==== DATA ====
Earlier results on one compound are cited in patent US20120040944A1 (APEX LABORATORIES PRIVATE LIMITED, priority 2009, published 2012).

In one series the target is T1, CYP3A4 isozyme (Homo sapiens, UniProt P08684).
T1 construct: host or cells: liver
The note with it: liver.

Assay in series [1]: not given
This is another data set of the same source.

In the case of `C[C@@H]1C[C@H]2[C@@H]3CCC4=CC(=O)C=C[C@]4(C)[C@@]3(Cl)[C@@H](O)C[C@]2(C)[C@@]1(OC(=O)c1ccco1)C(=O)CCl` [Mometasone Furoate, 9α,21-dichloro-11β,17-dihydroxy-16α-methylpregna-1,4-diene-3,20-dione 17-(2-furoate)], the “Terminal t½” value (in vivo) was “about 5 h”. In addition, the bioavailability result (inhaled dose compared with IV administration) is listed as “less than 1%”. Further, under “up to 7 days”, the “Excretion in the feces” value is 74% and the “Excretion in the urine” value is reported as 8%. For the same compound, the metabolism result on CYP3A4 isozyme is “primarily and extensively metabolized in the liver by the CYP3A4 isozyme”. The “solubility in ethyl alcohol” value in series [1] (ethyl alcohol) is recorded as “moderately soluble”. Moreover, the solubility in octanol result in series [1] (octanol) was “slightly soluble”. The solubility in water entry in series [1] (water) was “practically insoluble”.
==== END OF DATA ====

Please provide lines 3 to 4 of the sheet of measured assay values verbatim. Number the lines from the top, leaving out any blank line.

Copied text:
T1 construct: host or cells: liver
The note with it: liver.